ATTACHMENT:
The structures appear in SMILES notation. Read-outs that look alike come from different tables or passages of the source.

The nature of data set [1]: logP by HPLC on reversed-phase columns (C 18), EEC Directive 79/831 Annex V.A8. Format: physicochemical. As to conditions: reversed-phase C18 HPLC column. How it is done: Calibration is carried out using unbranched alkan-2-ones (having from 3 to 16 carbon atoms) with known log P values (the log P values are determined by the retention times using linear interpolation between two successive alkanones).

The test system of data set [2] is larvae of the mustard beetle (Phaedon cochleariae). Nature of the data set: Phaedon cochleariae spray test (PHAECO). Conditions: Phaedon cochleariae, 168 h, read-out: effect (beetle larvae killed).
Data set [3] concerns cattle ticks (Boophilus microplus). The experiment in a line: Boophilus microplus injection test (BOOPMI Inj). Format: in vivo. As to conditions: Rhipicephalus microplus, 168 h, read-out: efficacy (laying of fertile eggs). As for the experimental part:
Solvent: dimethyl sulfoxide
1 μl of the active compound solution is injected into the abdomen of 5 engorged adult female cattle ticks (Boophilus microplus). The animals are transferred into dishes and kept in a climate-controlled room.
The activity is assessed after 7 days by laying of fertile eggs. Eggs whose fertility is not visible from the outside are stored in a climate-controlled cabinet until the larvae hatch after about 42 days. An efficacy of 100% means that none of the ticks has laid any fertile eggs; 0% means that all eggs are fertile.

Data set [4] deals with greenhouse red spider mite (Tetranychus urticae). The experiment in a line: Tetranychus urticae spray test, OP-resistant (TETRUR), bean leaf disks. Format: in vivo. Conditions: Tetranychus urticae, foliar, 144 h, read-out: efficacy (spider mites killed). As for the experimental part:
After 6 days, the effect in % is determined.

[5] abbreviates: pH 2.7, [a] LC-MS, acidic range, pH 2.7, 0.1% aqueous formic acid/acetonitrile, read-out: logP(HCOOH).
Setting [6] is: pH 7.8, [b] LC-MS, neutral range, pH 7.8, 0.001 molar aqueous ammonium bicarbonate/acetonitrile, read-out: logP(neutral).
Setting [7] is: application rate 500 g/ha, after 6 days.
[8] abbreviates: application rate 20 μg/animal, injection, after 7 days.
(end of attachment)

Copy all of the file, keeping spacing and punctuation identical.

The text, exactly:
The structures appear in SMILES notation. Read-outs that look alike come from different tables or passages of the source.

The nature of data set [1]: logP by HPLC on reversed-phase columns (C 18), EEC Directive 79/831 Annex V.A8. Format: physicochemical. As to conditions: reversed-phase C18 HPLC column. How it is done: Calibration is carried out using unbranched alkan-2-ones (having from 3 to 16 carbon atoms) with known log P values (the log P values are determined by the retention times using linear interpolation between two successive alkanones).

The test system of data set [2] is larvae of the mustard beetle (Phaedon cochleariae). Nature of the data set: Phaedon cochleariae spray test (PHAECO). Conditions: Phaedon cochleariae, 168 h, read-out: effect (beetle larvae killed).
Data set [3] concerns cattle ticks (Boophilus microplus). The experiment in a line: Boophilus microplus injection test (BOOPMI Inj). Format: in vivo. As to conditions: Rhipicephalus microplus, 168 h, read-out: efficacy (laying of fertile eggs). As for the experimental part:
Solvent: dimethyl sulfoxide
1 μl of the active compound solution is injected into the abdomen of 5 engorged adult female cattle ticks (Boophilus microplus). The animals are transferred into dishes and kept in a climate-controlled room.
The activity is assessed after 7 days by laying of fertile eggs. Eggs whose fertility is not visible from the outside are stored in a climate-controlled cabinet until the larvae hatch after about 42 days. An efficacy of 100% means that none of the ticks has laid any fertile eggs; 0% means that all eggs are fertile.

Data set [4] deals with greenhouse red spider mite (Tetranychus urticae). The experiment in a line: Tetranychus urticae spray test, OP-resistant (TETRUR), bean leaf disks. Format: in vivo. Conditions: Tetranychus urticae, foliar, 144 h, read-out: efficacy (spider mites killed). As for the experimental part:
After 6 days, the effect in % is determined.

[5] abbreviates: pH 2.7, [a] LC-MS, acidic range, pH 2.7, 0.1% aqueous formic acid/acetonitrile, read-out: logP(HCOOH).
Setting [6] is: pH 7.8, [b] LC-MS, neutral range, pH 7.8, 0.001 molar aqueous ammonium bicarbonate/acetonitrile, read-out: logP(neutral).
Setting [7] is: application rate 500 g/ha, after 6 days.
[8] abbreviates: application rate 20 μg/animal, injection, after 7 days.